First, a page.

Searching for Acceptance in the Unfamilliar

Searching for Acceptance in the Unfamilliar

  • Submitted By: alyseee
  • Date Submitted: 03/18/2010 6:04 PM
  • Category: English
  • Words: 464
  • Page: 2
  • Views: 494

“Belonging is about searching for acceptance in the unfamiliar.”

Belonging can be defined as being a part of a certain group. Searching for acceptance in the unfamiliar is certainly evident in the migrant poetry of Peter Skrzynecki. ‘Migrant Hostel’ explores the challenges and uncertainties experienced by migrants who have recently arrived in a new and complex land. Similarly, ‘Ancestors’ conveys the trauma of connecting with the unfamiliar cultures of his parent’s homeland and culture. Finally the song ‘Somewhere I Belong’ by Linkin Park represents the turmoil of attempting to find out your true self.

The opening stanza of ‘Migrant Hostel’ shows a sense of chaos, confusion and uncertainty within the hotel as the migrants do not know what is happening around them “no one kept count of all the comings and goings”, and there friends were leaving “sudden departures…” and didn’t know who was going to come next “left us wondering who was coming next.”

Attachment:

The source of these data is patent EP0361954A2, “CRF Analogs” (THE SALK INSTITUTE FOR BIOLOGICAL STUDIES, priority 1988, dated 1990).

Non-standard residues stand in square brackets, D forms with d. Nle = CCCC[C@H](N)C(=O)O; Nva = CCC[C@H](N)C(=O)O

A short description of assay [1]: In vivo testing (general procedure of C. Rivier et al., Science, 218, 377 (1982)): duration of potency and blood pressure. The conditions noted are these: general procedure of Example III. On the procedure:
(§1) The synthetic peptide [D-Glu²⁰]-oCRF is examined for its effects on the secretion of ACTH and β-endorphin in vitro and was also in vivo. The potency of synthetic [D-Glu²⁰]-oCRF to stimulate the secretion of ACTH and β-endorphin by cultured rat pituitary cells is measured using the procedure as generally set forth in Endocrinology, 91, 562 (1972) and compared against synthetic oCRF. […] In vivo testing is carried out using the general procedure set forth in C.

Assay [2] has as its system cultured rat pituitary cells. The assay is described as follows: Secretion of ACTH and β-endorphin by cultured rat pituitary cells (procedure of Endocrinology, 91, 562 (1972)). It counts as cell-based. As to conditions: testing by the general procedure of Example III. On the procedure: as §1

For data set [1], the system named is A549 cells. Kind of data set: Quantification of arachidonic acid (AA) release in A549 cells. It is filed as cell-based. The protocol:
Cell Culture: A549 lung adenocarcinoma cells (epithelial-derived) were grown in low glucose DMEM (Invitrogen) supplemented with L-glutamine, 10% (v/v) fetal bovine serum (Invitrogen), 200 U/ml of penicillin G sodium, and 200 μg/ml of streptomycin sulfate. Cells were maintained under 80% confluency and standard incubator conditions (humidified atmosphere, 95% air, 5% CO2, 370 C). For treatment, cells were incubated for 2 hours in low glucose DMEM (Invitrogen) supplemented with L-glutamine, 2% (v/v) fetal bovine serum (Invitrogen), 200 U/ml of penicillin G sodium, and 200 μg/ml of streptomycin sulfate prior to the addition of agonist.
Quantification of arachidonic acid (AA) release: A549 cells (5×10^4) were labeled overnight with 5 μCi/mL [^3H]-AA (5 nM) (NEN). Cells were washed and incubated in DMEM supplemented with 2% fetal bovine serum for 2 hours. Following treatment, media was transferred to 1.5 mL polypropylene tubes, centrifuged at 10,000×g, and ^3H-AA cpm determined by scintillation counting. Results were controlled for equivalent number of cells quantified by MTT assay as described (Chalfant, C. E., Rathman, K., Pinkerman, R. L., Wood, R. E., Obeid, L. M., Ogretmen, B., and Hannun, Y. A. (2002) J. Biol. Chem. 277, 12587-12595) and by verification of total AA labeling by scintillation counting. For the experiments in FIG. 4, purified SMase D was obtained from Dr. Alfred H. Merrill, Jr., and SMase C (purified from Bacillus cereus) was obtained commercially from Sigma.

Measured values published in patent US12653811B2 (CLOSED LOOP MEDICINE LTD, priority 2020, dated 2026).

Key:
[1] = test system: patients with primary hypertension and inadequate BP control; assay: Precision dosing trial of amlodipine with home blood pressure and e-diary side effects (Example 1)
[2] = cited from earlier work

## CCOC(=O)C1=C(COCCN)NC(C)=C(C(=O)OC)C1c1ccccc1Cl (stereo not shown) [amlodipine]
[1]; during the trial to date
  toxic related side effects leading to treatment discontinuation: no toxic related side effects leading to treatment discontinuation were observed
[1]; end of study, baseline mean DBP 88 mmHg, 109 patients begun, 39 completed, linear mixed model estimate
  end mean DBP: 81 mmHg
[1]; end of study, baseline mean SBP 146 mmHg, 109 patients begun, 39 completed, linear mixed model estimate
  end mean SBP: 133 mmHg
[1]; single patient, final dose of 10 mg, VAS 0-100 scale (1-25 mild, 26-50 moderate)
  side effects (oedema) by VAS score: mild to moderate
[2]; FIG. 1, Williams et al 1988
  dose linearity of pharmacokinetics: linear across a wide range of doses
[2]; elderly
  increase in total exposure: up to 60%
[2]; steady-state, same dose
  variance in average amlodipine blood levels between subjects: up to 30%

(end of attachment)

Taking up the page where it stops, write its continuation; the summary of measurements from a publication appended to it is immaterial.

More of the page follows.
A sense of belonging arises within the hostel once the individuals find people of their own culture that they can associate with and accept them for who they are, evident in the simile “nationalities sought each other out instinctively like a homing pigeon”

The third stanza conveys a sense of disorientation within the group as they are in transition and do not have a permanent home, evident in the simile “lived like birds of passage.” This simile also represents how the migrants belong to a group, as birds of passage always migrate together.

‘Ancestors’ represents Skrzynecki’s feeling of disassociation with his family’s culture and beliefs. A feeling of mystery is emitted throughout the poem with the use of rhetorical questions. The opening stanza describes “bearded faceless men standing shoulder to shoulder” adding further mystery as he does not know who they are. ‘Standing shoulder to shoulder’ symbolises that they belong, but the poet is excluded from them. The feeling of exclusion is further emphasised...

Similar Essays